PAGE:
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My Experiences as Prisoner of War in Turkey.

On 3rd August 1916 the Turks were advancing on the Suez Canal. They had reached a point two miles South of "Romani" which is 30 miles east of Suez Canal. The 1st Light Horse Bde, excepting the 1st Regiment here took up a position to check the advance. The Turks attacked at 11 o'clock that night, and the 1st Reg. was called upon to assist the Brigade.

Our troops were greatly outnumbered, and after severe fighting the order was given for the Bde. to retire about 7 a.m. During this retirement I was cut off from my Regt. by the fast following Turks, finally finding myself confronted by two huge Turks with fixed Bayonets. These greeted me with a prod in the ribs and informed me that I was a prisoner of war, and escorted me to the enemies Headquarters, some two or three miles behind their firing line. I was brought before the German General Von Gress G.O.C. Canal operations, who began a series of questions and cross questions regarding the numbers, Types and positions of our troops. I pleaded ignorance, stating I was a new Reinforcement having arrived there only the night before, for which good information I was cursed at, and spat upon by the Gentleman? himself, and ordered to be taken to a Turkish Depot some miles further back. On arrival I was told to sit down, was given a drink of salt water, later on being searched by a Turkish Officer who confiscated knifes, Photos, Watch, Pocket Wallet, Cigarettes, Pay Book, one or two articles of Clothing & spurs.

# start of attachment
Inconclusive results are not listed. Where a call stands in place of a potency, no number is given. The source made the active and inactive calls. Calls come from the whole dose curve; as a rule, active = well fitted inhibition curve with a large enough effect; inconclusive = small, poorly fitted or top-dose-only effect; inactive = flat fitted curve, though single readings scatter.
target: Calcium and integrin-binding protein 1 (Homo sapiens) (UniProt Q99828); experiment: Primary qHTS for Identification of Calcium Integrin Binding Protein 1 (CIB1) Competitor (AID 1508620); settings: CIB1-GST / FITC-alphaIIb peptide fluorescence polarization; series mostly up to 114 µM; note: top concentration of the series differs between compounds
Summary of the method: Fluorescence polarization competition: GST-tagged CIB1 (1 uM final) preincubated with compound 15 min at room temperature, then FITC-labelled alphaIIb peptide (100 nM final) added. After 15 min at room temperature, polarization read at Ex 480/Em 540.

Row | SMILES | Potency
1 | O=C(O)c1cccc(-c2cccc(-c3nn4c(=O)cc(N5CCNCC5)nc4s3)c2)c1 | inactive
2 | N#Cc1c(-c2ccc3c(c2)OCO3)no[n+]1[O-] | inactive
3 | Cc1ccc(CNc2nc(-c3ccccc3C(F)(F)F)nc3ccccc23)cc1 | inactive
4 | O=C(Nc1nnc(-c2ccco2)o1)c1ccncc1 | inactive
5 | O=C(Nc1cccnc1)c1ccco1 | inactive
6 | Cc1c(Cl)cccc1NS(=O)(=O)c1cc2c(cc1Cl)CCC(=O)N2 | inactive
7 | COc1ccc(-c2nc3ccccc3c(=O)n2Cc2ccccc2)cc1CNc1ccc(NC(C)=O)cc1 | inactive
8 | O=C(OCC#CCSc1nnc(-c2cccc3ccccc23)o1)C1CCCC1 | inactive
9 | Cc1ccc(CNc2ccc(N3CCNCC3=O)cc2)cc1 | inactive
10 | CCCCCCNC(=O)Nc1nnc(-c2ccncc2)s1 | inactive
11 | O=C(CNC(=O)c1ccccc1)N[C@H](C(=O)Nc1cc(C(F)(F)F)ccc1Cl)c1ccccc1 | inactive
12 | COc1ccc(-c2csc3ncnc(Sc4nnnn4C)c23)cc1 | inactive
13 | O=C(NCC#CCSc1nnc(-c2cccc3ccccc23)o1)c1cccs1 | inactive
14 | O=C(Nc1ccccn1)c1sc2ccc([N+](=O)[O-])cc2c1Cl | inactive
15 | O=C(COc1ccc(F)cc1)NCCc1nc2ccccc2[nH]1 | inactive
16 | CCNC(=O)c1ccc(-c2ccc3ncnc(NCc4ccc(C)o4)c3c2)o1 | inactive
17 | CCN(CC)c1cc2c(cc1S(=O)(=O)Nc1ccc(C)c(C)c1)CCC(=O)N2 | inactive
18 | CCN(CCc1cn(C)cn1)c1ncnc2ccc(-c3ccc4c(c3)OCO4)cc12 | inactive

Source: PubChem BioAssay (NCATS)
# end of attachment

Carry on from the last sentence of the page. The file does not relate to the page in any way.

Throughout the day other prisoners arrived in the camp from various Regiments until we numbered nineteen, about 8 p.m. same evening. From here we began a tedious march across the Sinai Desert, reaching a spot about ten miles from where we were captured, where we heard that our troops were pushing the Turks back rapidly. This information caused our escorts much anxiety and

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